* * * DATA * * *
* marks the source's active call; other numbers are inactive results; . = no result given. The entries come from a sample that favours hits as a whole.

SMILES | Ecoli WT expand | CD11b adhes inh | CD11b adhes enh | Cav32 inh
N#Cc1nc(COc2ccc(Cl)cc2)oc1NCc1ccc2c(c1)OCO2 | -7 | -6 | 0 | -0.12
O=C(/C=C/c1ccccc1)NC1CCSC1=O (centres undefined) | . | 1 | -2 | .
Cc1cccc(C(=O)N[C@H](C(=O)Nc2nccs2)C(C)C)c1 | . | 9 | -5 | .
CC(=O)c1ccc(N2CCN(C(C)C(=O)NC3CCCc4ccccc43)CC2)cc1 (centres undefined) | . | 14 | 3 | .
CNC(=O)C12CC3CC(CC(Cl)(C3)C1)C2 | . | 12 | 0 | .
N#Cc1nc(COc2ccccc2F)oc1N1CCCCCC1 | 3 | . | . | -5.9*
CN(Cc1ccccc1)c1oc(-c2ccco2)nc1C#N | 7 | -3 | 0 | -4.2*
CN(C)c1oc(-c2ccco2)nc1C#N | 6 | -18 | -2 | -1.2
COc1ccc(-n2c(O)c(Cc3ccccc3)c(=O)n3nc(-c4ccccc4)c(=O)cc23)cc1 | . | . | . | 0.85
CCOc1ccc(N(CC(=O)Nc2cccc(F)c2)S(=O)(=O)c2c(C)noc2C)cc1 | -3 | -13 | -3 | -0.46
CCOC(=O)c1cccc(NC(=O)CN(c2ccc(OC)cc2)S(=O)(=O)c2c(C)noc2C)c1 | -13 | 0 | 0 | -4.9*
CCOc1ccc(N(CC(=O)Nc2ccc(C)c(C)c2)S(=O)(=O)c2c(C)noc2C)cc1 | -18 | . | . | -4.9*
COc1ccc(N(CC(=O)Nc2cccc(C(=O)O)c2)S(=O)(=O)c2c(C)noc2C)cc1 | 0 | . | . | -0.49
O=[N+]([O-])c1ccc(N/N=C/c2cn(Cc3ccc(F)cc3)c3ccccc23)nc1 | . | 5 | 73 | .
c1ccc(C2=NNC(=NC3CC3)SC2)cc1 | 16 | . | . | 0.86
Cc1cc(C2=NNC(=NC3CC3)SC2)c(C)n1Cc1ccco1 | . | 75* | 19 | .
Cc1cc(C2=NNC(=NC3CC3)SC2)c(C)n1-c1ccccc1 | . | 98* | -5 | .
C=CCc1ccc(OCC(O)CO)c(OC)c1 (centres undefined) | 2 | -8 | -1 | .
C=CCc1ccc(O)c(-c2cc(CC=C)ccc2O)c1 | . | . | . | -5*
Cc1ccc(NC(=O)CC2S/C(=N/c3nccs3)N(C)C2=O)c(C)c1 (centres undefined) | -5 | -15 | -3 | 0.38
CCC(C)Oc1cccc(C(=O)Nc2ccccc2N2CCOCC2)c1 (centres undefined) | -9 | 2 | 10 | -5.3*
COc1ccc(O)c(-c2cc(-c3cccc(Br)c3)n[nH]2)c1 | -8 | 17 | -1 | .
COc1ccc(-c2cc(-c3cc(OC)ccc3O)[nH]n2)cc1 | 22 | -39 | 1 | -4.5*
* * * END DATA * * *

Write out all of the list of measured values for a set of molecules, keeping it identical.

* marks the source's active call; other numbers are inactive results; . = no result given. The entries come from a sample that favours hits as a whole.

SMILES | Ecoli WT expand | CD11b adhes inh | CD11b adhes enh | Cav32 inh
N#Cc1nc(COc2ccc(Cl)cc2)oc1NCc1ccc2c(c1)OCO2 | -7 | -6 | 0 | -0.12
O=C(/C=C/c1ccccc1)NC1CCSC1=O (centres undefined) | . | 1 | -2 | .
Cc1cccc(C(=O)N[C@H](C(=O)Nc2nccs2)C(C)C)c1 | . | 9 | -5 | .
CC(=O)c1ccc(N2CCN(C(C)C(=O)NC3CCCc4ccccc43)CC2)cc1 (centres undefined) | . | 14 | 3 | .
CNC(=O)C12CC3CC(CC(Cl)(C3)C1)C2 | . | 12 | 0 | .
N#Cc1nc(COc2ccccc2F)oc1N1CCCCCC1 | 3 | . | . | -5.9*
CN(Cc1ccccc1)c1oc(-c2ccco2)nc1C#N | 7 | -3 | 0 | -4.2*
CN(C)c1oc(-c2ccco2)nc1C#N | 6 | -18 | -2 | -1.2
COc1ccc(-n2c(O)c(Cc3ccccc3)c(=O)n3nc(-c4ccccc4)c(=O)cc23)cc1 | . | . | . | 0.85
CCOc1ccc(N(CC(=O)Nc2cccc(F)c2)S(=O)(=O)c2c(C)noc2C)cc1 | -3 | -13 | -3 | -0.46
CCOC(=O)c1cccc(NC(=O)CN(c2ccc(OC)cc2)S(=O)(=O)c2c(C)noc2C)c1 | -13 | 0 | 0 | -4.9*
CCOc1ccc(N(CC(=O)Nc2ccc(C)c(C)c2)S(=O)(=O)c2c(C)noc2C)cc1 | -18 | . | . | -4.9*
COc1ccc(N(CC(=O)Nc2cccc(C(=O)O)c2)S(=O)(=O)c2c(C)noc2C)cc1 | 0 | . | . | -0.49
O=[N+]([O-])c1ccc(N/N=C/c2cn(Cc3ccc(F)cc3)c3ccccc23)nc1 | . | 5 | 73 | .
c1ccc(C2=NNC(=NC3CC3)SC2)cc1 | 16 | . | . | 0.86
Cc1cc(C2=NNC(=NC3CC3)SC2)c(C)n1Cc1ccco1 | . | 75* | 19 | .
Cc1cc(C2=NNC(=NC3CC3)SC2)c(C)n1-c1ccccc1 | . | 98* | -5 | .
C=CCc1ccc(OCC(O)CO)c(OC)c1 (centres undefined) | 2 | -8 | -1 | .
C=CCc1ccc(O)c(-c2cc(CC=C)ccc2O)c1 | . | . | . | -5*
Cc1ccc(NC(=O)CC2S/C(=N/c3nccs3)N(C)C2=O)c(C)c1 (centres undefined) | -5 | -15 | -3 | 0.38
CCC(C)Oc1cccc(C(=O)Nc2ccccc2N2CCOCC2)c1 (centres undefined) | -9 | 2 | 10 | -5.3*
COc1ccc(O)c(-c2cc(-c3cccc(Br)c3)n[nH]2)c1 | -8 | 17 | -1 | .
COc1ccc(-c2cc(-c3cc(OC)ccc3O)[nH]n2)cc1 | 22 | -39 | 1 | -4.5*